Dear Isheeria’s Healing Circles Readers,
Welcome to the FESTIVE SEASON of 2015! The season of lights, prayers, prosperity and celebrations!
While we all enjoy the commercial elements of the festivals, somewhere, with our busy schedules, we seem to have forgotten the actual meaning of the festival, and follow only the minimalistic rituals that have been passed down to us, and which have suited us.
Most of us today associate Dhanteras with buying something of metal signifying the bringing home of prosperity. In actuality this is only a small part of it. Here’s some more about this festival –
Dhanteras is the first day of the Diwali celebrations. It is celebrated on triyodashi (ie. on the 13th tithi ) of Krishan Paksha in the month of Kartik. It is widely celebrated in North and West India. This year Dhanteras is on 9th November (2015).
Dhanteras marks the end of the Diwali shopping, and the beginning of the Diwali celebrations. Diwali Puja starts on Dhanteras, continues through Chhoti Diwali, Diwali, Govardhan Puja and Bhai Dhooj. Traditionally it starts with decorating the house with rangoli, and inviting the Goddess of Wealth, Lakshmi into the house. Tiny footsteps in vermillion are made indicative of Her coming into the house. Her picture or idol is cleaned and decorated. A must buy on this day is something in metal (preferably a utensil) to be blessed by Her on this auspicious day. Some families perform Lakshmi Puja on this day, but most perform it on Diwali night. Homes and offices are decorated and rangoli are made to welcome the Goddess.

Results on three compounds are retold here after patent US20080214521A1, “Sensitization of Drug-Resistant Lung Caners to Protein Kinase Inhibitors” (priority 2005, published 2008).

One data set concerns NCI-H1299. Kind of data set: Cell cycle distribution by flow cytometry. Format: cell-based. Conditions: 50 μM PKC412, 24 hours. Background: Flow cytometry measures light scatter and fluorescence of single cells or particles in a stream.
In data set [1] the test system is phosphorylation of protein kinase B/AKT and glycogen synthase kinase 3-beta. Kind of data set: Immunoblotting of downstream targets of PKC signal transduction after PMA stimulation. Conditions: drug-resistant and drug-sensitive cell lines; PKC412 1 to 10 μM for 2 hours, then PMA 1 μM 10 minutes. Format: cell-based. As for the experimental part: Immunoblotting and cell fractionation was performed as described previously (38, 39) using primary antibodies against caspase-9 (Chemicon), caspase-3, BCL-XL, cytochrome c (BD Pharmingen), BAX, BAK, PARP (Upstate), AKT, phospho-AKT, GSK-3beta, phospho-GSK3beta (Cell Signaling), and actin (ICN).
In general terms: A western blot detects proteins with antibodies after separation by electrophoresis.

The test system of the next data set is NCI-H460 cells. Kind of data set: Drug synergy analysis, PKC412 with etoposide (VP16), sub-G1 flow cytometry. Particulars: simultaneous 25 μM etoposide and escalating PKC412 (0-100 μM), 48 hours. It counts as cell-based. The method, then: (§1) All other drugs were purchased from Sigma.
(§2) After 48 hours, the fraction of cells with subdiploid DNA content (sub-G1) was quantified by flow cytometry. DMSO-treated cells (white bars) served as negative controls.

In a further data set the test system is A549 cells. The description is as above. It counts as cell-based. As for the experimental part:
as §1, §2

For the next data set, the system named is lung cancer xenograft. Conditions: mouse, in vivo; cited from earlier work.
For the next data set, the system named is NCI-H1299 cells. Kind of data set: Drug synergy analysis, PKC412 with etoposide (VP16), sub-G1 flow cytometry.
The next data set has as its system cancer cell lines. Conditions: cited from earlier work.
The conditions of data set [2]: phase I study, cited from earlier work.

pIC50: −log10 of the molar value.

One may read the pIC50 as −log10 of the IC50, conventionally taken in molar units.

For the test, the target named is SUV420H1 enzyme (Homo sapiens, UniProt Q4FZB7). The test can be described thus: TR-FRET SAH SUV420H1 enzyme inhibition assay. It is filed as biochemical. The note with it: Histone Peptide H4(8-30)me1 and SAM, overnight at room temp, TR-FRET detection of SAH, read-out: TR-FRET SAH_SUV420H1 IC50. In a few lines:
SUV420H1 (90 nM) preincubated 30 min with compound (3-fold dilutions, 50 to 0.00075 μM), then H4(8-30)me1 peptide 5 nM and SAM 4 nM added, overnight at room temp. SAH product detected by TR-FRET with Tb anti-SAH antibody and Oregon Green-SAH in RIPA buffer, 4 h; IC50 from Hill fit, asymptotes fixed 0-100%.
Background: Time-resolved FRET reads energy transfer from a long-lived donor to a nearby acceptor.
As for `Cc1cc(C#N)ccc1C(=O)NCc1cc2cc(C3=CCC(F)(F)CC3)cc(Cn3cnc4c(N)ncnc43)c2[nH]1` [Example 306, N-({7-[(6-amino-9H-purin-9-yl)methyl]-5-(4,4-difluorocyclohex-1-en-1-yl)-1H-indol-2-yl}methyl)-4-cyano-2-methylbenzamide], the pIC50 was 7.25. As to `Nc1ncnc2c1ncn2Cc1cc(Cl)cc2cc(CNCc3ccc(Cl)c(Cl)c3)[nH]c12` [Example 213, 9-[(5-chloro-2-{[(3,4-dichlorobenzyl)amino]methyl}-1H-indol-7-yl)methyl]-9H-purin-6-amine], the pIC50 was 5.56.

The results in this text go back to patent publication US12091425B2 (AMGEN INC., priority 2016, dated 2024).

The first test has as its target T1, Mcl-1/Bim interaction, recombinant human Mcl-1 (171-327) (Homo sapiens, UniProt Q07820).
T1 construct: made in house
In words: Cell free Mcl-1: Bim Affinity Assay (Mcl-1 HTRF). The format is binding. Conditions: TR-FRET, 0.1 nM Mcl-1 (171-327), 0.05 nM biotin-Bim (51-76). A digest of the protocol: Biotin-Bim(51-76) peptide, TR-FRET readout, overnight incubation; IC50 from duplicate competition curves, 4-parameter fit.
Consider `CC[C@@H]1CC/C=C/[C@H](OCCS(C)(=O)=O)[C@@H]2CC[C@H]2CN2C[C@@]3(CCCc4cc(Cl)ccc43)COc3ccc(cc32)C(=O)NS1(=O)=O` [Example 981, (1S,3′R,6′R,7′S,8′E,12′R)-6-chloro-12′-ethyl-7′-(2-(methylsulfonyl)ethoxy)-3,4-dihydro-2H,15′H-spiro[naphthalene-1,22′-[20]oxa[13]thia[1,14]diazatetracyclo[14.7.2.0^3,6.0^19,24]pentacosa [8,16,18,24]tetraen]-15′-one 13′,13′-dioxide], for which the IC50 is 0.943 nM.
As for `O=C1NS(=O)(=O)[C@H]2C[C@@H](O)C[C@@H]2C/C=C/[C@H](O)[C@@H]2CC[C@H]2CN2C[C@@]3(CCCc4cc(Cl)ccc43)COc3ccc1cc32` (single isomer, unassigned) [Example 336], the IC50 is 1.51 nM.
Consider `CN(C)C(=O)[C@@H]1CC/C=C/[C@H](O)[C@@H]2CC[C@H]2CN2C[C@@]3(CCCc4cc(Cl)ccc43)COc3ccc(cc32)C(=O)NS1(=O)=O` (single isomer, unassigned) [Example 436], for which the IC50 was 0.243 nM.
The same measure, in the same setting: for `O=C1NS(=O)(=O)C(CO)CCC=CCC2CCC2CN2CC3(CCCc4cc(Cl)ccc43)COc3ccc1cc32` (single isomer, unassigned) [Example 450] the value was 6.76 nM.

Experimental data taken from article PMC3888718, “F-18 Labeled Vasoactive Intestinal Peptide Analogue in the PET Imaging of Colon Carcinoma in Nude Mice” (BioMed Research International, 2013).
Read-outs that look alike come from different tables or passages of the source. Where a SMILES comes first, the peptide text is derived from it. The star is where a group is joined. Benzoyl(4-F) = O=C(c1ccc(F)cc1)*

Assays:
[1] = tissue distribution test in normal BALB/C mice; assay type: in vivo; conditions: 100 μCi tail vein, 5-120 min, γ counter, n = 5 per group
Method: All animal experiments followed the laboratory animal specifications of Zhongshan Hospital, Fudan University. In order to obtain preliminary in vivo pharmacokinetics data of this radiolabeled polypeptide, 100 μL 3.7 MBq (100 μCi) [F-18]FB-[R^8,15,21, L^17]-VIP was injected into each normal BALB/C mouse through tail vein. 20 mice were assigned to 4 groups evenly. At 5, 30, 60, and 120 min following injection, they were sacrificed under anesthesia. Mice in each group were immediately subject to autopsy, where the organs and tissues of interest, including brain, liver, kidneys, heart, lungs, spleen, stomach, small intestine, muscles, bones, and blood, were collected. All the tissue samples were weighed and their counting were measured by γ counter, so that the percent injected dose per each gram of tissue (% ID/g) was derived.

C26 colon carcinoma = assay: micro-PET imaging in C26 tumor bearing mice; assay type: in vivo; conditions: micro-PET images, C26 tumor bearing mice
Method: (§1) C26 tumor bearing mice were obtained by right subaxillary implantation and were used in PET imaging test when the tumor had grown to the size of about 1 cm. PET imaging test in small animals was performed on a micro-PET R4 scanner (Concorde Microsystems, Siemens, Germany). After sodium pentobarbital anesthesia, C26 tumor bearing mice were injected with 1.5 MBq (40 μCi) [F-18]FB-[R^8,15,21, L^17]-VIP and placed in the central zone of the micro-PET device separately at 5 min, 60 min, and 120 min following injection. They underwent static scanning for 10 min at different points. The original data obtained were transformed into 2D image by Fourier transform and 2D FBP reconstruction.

Dhanvantari Puja is held on this day for the blessings of the Divine Physician, Dhanvantri, for the health of all the family members. He is believed to eradicate all diseases.
Cows are worshipped on this day, and food is given to them as they are significations of prosperity.
Traditionally, the main water containers are scrubbed clean, the clay water pot is changed on this day, and decorated with a tika and flowers.
Another lost tradition is of the Yamadeepan. Yamadeepdaan is a must in each house as it is believed to ward off untimely death in the family. Lamps dedicated to Yamraj, the God of Death, are left burning all night long.
Some families also light a lamp for their ancestors on Dhanteras and float it down a river. In South India, Yama Tarpanam is performed on Narak Chaturdasi (chhoti Diwali), by offering Tarpan to the dead relatives.
Earthen diyas are lit at the entrance to banish evil spirits.
Dhanteras is the auspicious day for prayers and celebrations for the wealth and prosperity in all aspects of life for all members of the family.
Isheeria’s Healing Circles